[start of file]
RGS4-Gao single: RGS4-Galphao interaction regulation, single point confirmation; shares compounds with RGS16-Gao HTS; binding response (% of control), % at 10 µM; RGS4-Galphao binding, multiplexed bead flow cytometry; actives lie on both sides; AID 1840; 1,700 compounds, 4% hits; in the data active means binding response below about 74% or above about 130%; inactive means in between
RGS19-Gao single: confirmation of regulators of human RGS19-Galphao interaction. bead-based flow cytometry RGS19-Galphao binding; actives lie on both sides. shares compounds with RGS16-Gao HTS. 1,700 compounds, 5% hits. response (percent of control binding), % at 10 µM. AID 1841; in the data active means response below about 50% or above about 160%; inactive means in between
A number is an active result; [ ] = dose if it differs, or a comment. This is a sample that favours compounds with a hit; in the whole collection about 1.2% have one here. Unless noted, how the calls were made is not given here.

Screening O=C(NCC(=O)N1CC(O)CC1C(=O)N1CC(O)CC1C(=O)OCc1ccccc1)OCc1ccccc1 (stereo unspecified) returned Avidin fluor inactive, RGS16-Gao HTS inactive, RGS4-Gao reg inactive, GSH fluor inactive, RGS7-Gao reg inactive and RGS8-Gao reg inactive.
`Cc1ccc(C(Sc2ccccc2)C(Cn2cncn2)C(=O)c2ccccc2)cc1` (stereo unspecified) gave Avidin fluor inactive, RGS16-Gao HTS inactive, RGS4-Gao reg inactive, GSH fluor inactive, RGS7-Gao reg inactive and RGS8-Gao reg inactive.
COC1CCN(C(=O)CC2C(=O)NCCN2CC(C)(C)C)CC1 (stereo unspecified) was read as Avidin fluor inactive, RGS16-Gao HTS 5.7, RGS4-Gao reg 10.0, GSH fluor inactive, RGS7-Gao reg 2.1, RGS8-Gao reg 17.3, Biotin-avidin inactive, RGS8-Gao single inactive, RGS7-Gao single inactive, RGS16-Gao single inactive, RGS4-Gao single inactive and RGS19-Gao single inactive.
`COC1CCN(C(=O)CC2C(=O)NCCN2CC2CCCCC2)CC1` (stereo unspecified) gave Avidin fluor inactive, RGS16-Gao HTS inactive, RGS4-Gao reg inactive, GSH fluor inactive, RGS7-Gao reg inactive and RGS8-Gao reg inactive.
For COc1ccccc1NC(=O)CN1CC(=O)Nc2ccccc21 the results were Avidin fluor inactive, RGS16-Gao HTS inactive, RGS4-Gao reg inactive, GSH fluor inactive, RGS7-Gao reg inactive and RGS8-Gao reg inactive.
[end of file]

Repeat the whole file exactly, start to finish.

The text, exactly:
RGS4-Gao single: RGS4-Galphao interaction regulation, single point confirmation; shares compounds with RGS16-Gao HTS; binding response (% of control), % at 10 µM; RGS4-Galphao binding, multiplexed bead flow cytometry; actives lie on both sides; AID 1840; 1,700 compounds, 4% hits; in the data active means binding response below about 74% or above about 130%; inactive means in between
RGS19-Gao single: confirmation of regulators of human RGS19-Galphao interaction. bead-based flow cytometry RGS19-Galphao binding; actives lie on both sides. shares compounds with RGS16-Gao HTS. 1,700 compounds, 5% hits. response (percent of control binding), % at 10 µM. AID 1841; in the data active means response below about 50% or above about 160%; inactive means in between
A number is an active result; [ ] = dose if it differs, or a comment. This is a sample that favours compounds with a hit; in the whole collection about 1.2% have one here. Unless noted, how the calls were made is not given here.

Screening O=C(NCC(=O)N1CC(O)CC1C(=O)N1CC(O)CC1C(=O)OCc1ccccc1)OCc1ccccc1 (stereo unspecified) returned Avidin fluor inactive, RGS16-Gao HTS inactive, RGS4-Gao reg inactive, GSH fluor inactive, RGS7-Gao reg inactive and RGS8-Gao reg inactive.
`Cc1ccc(C(Sc2ccccc2)C(Cn2cncn2)C(=O)c2ccccc2)cc1` (stereo unspecified) gave Avidin fluor inactive, RGS16-Gao HTS inactive, RGS4-Gao reg inactive, GSH fluor inactive, RGS7-Gao reg inactive and RGS8-Gao reg inactive.
COC1CCN(C(=O)CC2C(=O)NCCN2CC(C)(C)C)CC1 (stereo unspecified) was read as Avidin fluor inactive, RGS16-Gao HTS 5.7, RGS4-Gao reg 10.0, GSH fluor inactive, RGS7-Gao reg 2.1, RGS8-Gao reg 17.3, Biotin-avidin inactive, RGS8-Gao single inactive, RGS7-Gao single inactive, RGS16-Gao single inactive, RGS4-Gao single inactive and RGS19-Gao single inactive.
`COC1CCN(C(=O)CC2C(=O)NCCN2CC2CCCCC2)CC1` (stereo unspecified) gave Avidin fluor inactive, RGS16-Gao HTS inactive, RGS4-Gao reg inactive, GSH fluor inactive, RGS7-Gao reg inactive and RGS8-Gao reg inactive.
For COc1ccccc1NC(=O)CN1CC(=O)Nc2ccccc21 the results were Avidin fluor inactive, RGS16-Gao HTS inactive, RGS4-Gao reg inactive, GSH fluor inactive, RGS7-Gao reg inactive and RGS8-Gao reg inactive.